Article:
It’s hard to believe it has been two years since Google first took the lid off of Cardboard, its minimalistic vision for VR. In that time, the platform has given a great number of people their very first taste of VR at super affordable price. Taking things a step further, at its I/O 2016 Keynote Google unveiled its successor, Daydream.
While initial rumors pointed towards Google building its own self-contained VR headset, dubbed unofficially as Android VR, it turns out that Daydream actually follows a similar approach to its predecessor in that Google isn’t building the hardware itself, but instead is offering a platform for others to build hardware for. While Cardboard hardware mostly was a “do it yourself” effort, Daydream compatible headsets will apparently be built by a number of Google partners including the likes of HTC, Samsung, LG, and Huawei.
The inclusion of Samsung on the list seems a bit surprising given the fact Gear VR already exists, but Samsung also played both fields with Android Wear and its own Tizen-powered watches for a while, so it’s hard to say how things will evolve from here.
To clarify, Daydream headsets won’t be self contained, and like Cardboard will use a mobile phone for its brain, at least for now. Unlike Google Cardboard, Daydream is a much more organized effort, however. For one thing, not just anyone can build a Daydream headset, as it has to meet certain requirements and have certain sensors. It also has to have meaningful ways to control the action. For example, Google is building a Daydream reference headset that uses a motion controller to help engross people in the action, which you can learn more about here.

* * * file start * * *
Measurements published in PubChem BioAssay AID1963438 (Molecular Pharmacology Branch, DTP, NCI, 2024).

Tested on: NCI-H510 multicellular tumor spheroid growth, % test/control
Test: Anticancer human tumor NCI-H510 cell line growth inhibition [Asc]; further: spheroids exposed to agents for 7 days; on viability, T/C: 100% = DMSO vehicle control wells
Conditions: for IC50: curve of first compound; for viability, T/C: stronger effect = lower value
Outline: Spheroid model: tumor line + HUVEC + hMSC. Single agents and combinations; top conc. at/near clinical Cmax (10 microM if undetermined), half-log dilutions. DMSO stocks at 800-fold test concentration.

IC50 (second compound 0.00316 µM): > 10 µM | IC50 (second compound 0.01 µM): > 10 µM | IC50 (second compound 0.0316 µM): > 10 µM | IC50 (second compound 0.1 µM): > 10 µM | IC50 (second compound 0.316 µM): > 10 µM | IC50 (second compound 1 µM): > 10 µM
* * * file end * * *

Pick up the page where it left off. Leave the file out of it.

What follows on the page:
It’s not just the headsets that have strict requirements, Google will also specifically designate certain phones as “Daydream ready” based on the sensors they have onboard, their displays, and the processing power under the hood. Controlling the hardware that is compatible with its platform is a big part of Google’s agenda with Daydream, but a well thought out software approach is equally important. Thankfully Google seems to deliver here as well.
With Cardboard, there was never a central place for apps and there was no VR specific UI. With Daydream, Google is building an attractive VR mode into Android N, complete with Google Play VR, a VR optimized version of the Play Store designed for Daydream compatible phones and headsets. There’s also a VR optimized version of YouTube that will be part of the experience.
Google says the first Daydream devices will arrive this fall, likely alongside the next-generation Nexus hardware. We currently don’t know much about price, though we wouldn’t be shocked if Google attempts to keep things affordable like the Gear VR, which sells for just $99. It’s also unclear if Google will sell its reference hardware, or create a Nexus headset, or if they will lean entirely on OEMs to produce these VR units. Either way, we can’t help but be excited to see what’s next.
Stay tuned as we’ll be sure to bring you more details as they unfold. What do you think of Daydream? Excited? Share your thoughts in the comments.